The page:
Good People

Director: Henrik Ruben Genz (2015)

Temptation brings danger to a struggling young couple in this silly and dingy thriller.

Americans Tom and Anna are the good people making a fresh start in London after suffering a domestic tragedy. They’re neither especially bright nor particularly likeable.

Though we’re told they’ve been together for a long time, there’s an unfortunate lack of chemistry between James Franco and Kate Hudson in the lead roles.

Having inherited Tom’s grandmother’s large house, they’ve accumulated large debts trying to renovate it.

When they discover £220,000 of much needed cash in the flat of dead neighbour, they can’t resist helping themselves.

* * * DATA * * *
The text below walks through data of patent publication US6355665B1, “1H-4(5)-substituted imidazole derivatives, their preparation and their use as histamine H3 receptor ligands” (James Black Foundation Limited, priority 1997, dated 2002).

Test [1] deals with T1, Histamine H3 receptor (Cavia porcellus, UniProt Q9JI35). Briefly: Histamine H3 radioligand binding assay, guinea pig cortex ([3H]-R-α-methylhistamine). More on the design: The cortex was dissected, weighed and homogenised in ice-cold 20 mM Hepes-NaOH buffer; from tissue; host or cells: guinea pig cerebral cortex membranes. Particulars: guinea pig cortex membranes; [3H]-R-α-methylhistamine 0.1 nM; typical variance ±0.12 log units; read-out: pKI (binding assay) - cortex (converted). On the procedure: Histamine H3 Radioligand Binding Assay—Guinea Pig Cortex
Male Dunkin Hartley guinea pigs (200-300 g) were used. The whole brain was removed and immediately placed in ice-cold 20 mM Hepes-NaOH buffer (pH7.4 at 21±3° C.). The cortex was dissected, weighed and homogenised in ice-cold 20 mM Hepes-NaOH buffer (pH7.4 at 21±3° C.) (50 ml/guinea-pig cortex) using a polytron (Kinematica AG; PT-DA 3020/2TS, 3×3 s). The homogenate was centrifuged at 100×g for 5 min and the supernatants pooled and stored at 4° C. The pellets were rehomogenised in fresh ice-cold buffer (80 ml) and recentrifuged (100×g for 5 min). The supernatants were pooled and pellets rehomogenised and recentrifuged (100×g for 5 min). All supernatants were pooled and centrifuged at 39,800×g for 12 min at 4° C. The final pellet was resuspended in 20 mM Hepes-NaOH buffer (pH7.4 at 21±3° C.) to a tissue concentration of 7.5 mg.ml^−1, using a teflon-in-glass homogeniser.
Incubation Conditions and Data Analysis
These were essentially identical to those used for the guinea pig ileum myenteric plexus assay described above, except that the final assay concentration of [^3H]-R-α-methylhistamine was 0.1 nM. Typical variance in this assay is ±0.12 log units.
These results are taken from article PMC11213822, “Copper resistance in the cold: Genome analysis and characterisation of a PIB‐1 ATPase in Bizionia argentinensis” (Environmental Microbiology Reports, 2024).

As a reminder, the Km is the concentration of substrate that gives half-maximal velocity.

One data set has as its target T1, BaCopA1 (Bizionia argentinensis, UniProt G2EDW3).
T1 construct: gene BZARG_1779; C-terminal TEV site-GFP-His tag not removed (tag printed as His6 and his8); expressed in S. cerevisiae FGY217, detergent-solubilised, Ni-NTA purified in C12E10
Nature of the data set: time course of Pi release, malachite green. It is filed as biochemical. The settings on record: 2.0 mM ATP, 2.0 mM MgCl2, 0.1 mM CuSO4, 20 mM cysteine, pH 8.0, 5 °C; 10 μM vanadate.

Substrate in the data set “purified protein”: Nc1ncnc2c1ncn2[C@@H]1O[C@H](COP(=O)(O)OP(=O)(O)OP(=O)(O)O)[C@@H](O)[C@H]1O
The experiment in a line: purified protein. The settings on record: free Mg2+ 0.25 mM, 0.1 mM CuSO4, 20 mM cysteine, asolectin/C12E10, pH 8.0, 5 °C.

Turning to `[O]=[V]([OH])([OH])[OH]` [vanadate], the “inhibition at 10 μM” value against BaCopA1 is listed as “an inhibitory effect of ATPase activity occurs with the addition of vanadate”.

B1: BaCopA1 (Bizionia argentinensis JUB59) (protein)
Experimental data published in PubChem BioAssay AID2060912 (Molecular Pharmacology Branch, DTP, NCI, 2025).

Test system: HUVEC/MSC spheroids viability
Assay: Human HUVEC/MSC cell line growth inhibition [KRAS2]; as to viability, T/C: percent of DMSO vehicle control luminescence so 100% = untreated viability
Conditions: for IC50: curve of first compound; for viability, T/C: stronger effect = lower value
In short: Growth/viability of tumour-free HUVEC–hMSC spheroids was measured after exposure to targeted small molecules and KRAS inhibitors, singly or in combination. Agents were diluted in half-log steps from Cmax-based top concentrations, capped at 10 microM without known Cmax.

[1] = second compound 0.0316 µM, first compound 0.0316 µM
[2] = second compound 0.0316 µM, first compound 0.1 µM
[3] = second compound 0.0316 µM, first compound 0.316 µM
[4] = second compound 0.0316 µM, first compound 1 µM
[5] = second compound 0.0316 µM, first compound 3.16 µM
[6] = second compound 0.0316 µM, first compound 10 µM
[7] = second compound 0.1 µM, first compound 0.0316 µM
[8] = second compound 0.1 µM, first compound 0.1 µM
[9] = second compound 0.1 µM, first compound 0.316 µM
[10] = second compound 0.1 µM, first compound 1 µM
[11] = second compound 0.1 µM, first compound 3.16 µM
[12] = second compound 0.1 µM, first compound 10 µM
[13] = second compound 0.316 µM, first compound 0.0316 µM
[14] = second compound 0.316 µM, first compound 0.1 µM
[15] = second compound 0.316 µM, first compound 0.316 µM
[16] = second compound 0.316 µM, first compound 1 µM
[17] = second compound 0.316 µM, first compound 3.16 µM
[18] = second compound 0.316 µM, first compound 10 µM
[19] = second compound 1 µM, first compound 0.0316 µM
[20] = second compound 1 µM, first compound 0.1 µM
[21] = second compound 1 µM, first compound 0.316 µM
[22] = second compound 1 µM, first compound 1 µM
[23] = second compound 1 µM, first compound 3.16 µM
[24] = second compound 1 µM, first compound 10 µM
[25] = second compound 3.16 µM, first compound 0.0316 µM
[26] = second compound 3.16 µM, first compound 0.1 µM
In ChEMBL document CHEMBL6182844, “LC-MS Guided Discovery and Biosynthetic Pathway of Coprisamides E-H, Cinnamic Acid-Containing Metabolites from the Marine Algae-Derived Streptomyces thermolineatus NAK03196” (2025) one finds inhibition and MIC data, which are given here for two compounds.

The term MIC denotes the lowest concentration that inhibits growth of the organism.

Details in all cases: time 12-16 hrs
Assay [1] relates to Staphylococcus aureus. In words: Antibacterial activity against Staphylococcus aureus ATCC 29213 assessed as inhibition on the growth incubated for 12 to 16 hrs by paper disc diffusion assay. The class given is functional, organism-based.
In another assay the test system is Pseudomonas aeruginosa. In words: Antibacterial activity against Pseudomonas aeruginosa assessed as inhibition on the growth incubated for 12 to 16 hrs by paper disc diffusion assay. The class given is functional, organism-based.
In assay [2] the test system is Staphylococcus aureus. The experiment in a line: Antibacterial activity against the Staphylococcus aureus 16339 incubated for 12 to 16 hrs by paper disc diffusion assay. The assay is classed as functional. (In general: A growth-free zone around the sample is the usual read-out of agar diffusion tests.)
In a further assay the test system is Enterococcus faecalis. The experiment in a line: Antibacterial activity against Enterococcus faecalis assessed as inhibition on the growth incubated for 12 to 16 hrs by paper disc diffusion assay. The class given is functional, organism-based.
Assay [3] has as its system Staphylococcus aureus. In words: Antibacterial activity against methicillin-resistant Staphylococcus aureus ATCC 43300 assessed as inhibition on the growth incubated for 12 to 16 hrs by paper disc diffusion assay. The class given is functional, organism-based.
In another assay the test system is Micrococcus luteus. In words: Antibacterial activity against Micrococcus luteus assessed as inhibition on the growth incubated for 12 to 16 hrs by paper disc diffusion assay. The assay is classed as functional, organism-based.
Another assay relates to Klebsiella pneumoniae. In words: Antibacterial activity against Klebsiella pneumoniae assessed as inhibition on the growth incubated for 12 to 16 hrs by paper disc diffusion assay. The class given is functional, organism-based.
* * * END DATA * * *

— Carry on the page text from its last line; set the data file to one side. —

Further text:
Danish director Gnez has his cinematographer Jorgen Johansson dress the city in the gloom typical of Scandinavian noir, adding an extra layer of dreariness to proceedings.

The moral question of taking the money is quickly glossed over as the plot descends into bloody, predictable, tension-free violence. It occasionally strays unintentionally close to farce.

Tom Wilkinson plays a grieving cop chasing Sam Spruell’s villain who is trying to recover his stolen drugs money.

As Omar Sy wanders through as an urbane Frenchman trying to muscle in on the London heroin trade, the always engaging Anna Friel is wasted in a role requiring her to cradle a baby, squeal at a washing machine and perch precariously up a ladder.

As threats are issued, hands broken and furniture is destroyed, nail guns and snooker cues are put to use which probably affect their warranty.

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